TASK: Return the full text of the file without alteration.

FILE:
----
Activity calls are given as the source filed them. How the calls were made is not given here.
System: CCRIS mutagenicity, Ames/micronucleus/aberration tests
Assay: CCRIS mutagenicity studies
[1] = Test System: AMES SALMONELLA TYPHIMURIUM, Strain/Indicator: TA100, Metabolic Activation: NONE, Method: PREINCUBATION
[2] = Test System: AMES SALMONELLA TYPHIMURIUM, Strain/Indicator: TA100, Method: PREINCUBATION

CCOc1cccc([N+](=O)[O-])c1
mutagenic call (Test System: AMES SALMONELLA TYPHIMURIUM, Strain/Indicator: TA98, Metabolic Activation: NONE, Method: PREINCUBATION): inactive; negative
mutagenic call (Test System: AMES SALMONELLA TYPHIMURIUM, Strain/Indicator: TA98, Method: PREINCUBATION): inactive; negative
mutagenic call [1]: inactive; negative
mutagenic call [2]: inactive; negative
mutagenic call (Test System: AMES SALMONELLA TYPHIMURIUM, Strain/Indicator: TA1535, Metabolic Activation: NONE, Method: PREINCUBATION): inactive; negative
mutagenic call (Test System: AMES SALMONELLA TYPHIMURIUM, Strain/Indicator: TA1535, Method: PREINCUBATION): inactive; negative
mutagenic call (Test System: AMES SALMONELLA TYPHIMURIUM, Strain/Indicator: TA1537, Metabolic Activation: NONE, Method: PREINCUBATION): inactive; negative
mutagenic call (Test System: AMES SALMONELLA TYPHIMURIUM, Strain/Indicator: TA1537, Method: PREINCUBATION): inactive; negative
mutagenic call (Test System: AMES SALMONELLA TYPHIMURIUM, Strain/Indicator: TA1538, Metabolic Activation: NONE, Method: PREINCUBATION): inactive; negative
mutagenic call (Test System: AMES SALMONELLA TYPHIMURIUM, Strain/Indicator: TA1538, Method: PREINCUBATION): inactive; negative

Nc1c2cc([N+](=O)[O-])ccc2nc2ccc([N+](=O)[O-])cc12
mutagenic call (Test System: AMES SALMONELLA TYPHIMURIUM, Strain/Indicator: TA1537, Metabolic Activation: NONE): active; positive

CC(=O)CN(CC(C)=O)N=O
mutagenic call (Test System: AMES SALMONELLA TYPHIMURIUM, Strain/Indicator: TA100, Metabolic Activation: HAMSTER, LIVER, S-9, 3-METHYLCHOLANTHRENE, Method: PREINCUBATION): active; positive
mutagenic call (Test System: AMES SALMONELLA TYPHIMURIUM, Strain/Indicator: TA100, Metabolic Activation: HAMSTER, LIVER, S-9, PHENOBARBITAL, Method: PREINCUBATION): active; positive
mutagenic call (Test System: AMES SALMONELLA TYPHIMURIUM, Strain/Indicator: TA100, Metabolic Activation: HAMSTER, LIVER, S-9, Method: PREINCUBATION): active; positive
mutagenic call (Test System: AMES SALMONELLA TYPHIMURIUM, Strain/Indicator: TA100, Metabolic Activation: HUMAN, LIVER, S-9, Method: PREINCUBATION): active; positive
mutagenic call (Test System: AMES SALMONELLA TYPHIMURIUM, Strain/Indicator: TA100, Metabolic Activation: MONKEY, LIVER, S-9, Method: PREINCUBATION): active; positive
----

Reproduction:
Activity calls are given as the source filed them. How the calls were made is not given here.
System: CCRIS mutagenicity, Ames/micronucleus/aberration tests
Assay: CCRIS mutagenicity studies
[1] = Test System: AMES SALMONELLA TYPHIMURIUM, Strain/Indicator: TA100, Metabolic Activation: NONE, Method: PREINCUBATION
[2] = Test System: AMES SALMONELLA TYPHIMURIUM, Strain/Indicator: TA100, Method: PREINCUBATION

CCOc1cccc([N+](=O)[O-])c1
mutagenic call (Test System: AMES SALMONELLA TYPHIMURIUM, Strain/Indicator: TA98, Metabolic Activation: NONE, Method: PREINCUBATION): inactive; negative
mutagenic call (Test System: AMES SALMONELLA TYPHIMURIUM, Strain/Indicator: TA98, Method: PREINCUBATION): inactive; negative
mutagenic call [1]: inactive; negative
mutagenic call [2]: inactive; negative
mutagenic call (Test System: AMES SALMONELLA TYPHIMURIUM, Strain/Indicator: TA1535, Metabolic Activation: NONE, Method: PREINCUBATION): inactive; negative
mutagenic call (Test System: AMES SALMONELLA TYPHIMURIUM, Strain/Indicator: TA1535, Method: PREINCUBATION): inactive; negative
mutagenic call (Test System: AMES SALMONELLA TYPHIMURIUM, Strain/Indicator: TA1537, Metabolic Activation: NONE, Method: PREINCUBATION): inactive; negative
mutagenic call (Test System: AMES SALMONELLA TYPHIMURIUM, Strain/Indicator: TA1537, Method: PREINCUBATION): inactive; negative
mutagenic call (Test System: AMES SALMONELLA TYPHIMURIUM, Strain/Indicator: TA1538, Metabolic Activation: NONE, Method: PREINCUBATION): inactive; negative
mutagenic call (Test System: AMES SALMONELLA TYPHIMURIUM, Strain/Indicator: TA1538, Method: PREINCUBATION): inactive; negative

Nc1c2cc([N+](=O)[O-])ccc2nc2ccc([N+](=O)[O-])cc12
mutagenic call (Test System: AMES SALMONELLA TYPHIMURIUM, Strain/Indicator: TA1537, Metabolic Activation: NONE): active; positive

CC(=O)CN(CC(C)=O)N=O
mutagenic call (Test System: AMES SALMONELLA TYPHIMURIUM, Strain/Indicator: TA100, Metabolic Activation: HAMSTER, LIVER, S-9, 3-METHYLCHOLANTHRENE, Method: PREINCUBATION): active; positive
mutagenic call (Test System: AMES SALMONELLA TYPHIMURIUM, Strain/Indicator: TA100, Metabolic Activation: HAMSTER, LIVER, S-9, PHENOBARBITAL, Method: PREINCUBATION): active; positive
mutagenic call (Test System: AMES SALMONELLA TYPHIMURIUM, Strain/Indicator: TA100, Metabolic Activation: HAMSTER, LIVER, S-9, Method: PREINCUBATION): active; positive
mutagenic call (Test System: AMES SALMONELLA TYPHIMURIUM, Strain/Indicator: TA100, Metabolic Activation: HUMAN, LIVER, S-9, Method: PREINCUBATION): active; positive
mutagenic call (Test System: AMES SALMONELLA TYPHIMURIUM, Strain/Indicator: TA100, Metabolic Activation: MONKEY, LIVER, S-9, Method: PREINCUBATION): active; positive